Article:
'Shuttered venues' grant program tosses arts organizations a lifeline

Brian Hallenbeck, The Day, New London, Conn.
·3 min read

Apr. 8—EAST HADDAM — With the end of the COVID-19 pandemic within view if not yet reach, arts organizations in Connecticut and across the country are struggling to hang on.

The Shuttered Venue Operators Grant program could be their lifeline.

Created by Congress in December and bolstered by the $1.9 trillion America Rescue Plan Act that President Joe Biden signed into law last month, the program will provide $16.2 billion in coronavirus relief aid for live venue operators and promoters; theatrical producers; live performing arts organizations; movie theaters and talent representatives.

The U.S. Small Business Administration, which will administer the program, starts taking applications Thursday.

"Our reopening depends on the program," Donna Lynn Hilton, Goodspeed Musicals' artistic director, said here Wednesday at an outdoor news conference in front of the Goodspeed Opera House. "We have a very long road to recovery ahead of us."

The Goodspeed, which in a normal, pre-pandemic year would expect to welcome more than 100,000 patrons to the opera house and its Norma Terris Theatre in nearby Chester, has lost $11 million in revenue while closed to in-person performances, Hilton said. About 70% of the Goodspeed staff has been laid off or furloughed for the past year.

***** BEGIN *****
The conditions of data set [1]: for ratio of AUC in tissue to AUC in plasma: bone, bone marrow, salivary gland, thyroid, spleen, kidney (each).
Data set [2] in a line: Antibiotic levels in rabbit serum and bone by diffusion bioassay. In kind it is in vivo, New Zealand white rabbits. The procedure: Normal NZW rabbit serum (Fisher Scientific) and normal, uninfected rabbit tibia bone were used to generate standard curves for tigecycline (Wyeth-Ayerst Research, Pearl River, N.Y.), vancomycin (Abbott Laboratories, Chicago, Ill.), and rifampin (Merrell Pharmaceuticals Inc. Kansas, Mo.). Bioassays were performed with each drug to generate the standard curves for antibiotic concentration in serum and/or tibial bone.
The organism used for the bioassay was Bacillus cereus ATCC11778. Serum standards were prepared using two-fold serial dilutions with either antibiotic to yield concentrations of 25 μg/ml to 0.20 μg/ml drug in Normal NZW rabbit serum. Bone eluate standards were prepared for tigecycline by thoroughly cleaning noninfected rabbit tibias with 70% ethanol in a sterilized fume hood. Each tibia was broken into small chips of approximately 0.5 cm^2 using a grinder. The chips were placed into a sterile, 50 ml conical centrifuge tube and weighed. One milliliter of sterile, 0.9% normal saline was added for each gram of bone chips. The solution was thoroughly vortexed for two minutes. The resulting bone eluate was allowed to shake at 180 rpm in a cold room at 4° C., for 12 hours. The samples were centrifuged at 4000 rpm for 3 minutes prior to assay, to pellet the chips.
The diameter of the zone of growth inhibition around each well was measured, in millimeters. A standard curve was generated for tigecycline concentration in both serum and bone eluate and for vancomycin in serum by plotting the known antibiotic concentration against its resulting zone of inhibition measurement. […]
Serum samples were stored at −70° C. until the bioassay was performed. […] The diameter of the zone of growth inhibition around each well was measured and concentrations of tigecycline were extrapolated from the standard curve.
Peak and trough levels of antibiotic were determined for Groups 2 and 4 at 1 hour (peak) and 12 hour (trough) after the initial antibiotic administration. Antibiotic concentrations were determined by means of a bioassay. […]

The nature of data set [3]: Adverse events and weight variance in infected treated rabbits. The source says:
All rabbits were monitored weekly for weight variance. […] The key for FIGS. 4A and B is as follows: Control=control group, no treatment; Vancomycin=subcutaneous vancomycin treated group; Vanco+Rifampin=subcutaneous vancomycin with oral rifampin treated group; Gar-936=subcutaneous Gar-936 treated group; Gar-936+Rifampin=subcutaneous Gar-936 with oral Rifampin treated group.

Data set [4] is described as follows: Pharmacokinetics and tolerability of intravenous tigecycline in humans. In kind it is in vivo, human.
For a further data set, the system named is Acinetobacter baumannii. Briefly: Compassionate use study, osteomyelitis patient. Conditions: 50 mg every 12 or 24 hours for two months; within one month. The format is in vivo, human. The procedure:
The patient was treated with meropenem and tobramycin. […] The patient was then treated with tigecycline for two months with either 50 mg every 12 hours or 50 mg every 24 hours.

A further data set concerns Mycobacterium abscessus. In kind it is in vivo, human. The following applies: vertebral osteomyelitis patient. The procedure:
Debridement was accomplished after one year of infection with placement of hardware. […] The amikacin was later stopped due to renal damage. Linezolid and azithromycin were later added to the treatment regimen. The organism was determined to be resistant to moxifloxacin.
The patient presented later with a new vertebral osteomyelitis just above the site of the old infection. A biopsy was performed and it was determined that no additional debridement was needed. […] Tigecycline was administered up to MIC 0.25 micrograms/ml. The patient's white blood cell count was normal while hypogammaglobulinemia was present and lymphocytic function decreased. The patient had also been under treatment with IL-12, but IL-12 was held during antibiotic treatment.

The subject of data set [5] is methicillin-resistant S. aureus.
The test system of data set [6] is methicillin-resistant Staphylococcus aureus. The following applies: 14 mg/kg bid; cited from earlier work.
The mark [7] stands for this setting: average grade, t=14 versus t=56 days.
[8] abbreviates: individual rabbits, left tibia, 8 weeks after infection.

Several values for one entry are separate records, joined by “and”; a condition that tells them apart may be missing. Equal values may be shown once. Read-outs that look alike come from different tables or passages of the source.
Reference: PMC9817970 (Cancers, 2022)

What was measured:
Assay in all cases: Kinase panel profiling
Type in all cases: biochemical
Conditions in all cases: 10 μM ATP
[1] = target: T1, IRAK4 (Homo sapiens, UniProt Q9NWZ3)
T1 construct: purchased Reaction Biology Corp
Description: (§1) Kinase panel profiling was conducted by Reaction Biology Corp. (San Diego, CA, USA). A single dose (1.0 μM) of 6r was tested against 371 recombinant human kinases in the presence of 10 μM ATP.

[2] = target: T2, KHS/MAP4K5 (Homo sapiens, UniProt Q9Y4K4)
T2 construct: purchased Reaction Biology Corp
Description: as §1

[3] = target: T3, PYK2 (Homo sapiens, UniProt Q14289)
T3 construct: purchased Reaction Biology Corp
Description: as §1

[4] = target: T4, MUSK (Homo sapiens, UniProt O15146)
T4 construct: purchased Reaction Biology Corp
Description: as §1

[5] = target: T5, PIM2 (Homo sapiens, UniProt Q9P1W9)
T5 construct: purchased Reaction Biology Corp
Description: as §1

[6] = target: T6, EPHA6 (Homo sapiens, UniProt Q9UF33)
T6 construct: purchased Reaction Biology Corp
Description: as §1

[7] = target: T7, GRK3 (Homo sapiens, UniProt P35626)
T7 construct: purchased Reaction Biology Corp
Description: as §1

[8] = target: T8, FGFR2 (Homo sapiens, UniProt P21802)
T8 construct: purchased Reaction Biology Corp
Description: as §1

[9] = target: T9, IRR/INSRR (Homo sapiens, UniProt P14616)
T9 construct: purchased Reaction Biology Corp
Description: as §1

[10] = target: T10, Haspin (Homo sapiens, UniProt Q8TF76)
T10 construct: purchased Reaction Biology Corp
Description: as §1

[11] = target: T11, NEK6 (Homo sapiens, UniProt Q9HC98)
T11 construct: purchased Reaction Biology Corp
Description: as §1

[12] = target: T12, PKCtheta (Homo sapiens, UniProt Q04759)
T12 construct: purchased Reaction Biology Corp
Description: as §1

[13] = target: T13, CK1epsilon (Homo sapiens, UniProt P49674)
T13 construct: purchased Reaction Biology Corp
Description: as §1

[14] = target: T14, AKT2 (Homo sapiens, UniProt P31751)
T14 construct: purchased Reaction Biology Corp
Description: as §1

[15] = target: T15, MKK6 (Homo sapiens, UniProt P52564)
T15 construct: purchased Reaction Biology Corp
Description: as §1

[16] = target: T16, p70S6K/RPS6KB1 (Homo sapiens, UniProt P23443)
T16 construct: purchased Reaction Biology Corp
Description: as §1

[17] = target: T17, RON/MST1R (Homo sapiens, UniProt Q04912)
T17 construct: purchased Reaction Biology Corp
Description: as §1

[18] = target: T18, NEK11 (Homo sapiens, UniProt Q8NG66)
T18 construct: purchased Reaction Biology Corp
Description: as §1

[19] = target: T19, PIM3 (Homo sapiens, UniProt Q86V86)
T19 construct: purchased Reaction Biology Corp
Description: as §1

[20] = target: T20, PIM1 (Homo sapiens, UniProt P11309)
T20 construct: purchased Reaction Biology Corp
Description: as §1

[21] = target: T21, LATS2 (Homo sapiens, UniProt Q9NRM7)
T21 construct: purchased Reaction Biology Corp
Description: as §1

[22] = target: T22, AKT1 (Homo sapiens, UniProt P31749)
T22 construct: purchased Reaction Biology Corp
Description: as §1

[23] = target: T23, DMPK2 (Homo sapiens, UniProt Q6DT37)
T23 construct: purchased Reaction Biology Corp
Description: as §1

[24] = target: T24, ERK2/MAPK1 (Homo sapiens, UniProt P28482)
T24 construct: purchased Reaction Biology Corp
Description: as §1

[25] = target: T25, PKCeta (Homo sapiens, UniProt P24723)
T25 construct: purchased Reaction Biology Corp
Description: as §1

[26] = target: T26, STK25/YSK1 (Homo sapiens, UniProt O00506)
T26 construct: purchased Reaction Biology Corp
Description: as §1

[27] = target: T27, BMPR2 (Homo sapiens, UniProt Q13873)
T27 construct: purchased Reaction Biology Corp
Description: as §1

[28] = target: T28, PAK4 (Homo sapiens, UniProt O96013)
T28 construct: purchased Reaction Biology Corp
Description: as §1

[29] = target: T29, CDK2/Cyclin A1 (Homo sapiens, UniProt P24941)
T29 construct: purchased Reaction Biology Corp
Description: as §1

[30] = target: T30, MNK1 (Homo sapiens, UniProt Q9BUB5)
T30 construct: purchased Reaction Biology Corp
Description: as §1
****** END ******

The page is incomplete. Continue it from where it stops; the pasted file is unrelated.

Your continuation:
Two loans secured under the Paycheck Protection Program — another form of federal coronavirus relief aid — and support from donors have enabled the theater to retain some staff, Hilton said.

U.S. Rep. Joe Courtney, D-2nd District, who voted for the Shuttered Venues Operators Grant program, addressed Hilton and other arts organization officials and advocates who gathered at the news conference, noting that Congress has come to understand that leisure and hospitality — including arts, entertainment and restaurants — has been the hardest-hit sector of the economy during the pandemic.

"And no recovery is complete unless it includes arts and culture," he said.

Wendy Bury, executive director of the Southeastern Connecticut Cultural Coalition, cited data indicating the state's "creative sector" lost an estimated $2.4 billion in revenue in 2020, while more than 33,000 people, or 56% of those working in the sector, became unemployed.

Catherine Marx, director of the SBA's Connecticut office, said individual shuttered venues grants will be awarded for up to 45% of an operator's gross earned revenue in 2019, but cannot exceed $10 million. Up to $2 billion in grant funding will be set aside for grants to entities with no more than 50 full-time employees.

Under a three-tier system, those hardest hit will be the first to get grants, Marx said.

The funding can be used for a variety of specific purposes, including payroll costs; rent payments; utility payments; mortgage payments; worker protection expenditures; payments to independent contractors; maintenance costs; administrative costs; state and local taxes; insurance payments and capital expenditures related to producing theatrical productions.

Brett Elliott, executive director of the Katharine Hepburn theater, which held its first live event in 379 days on the last weekend in March, said a grant would enable "The Kate" to bring back regular shows, make "bold financial decisions" and "fulfill our mission."

He said the theater's comeback also would be good for business at shops, hotels and restaurants in Old Saybrook.

East Haddam First Selectman Rob Smith said theaters like the Goodspeed, The Kate and the Ivoryton Playhouse in Essex are part of the fabric of the communities in which they're located. When people return to them, everyone will benefit, he said.

"This is really important," he said of the grant program.

b.hallenbeck@theday.com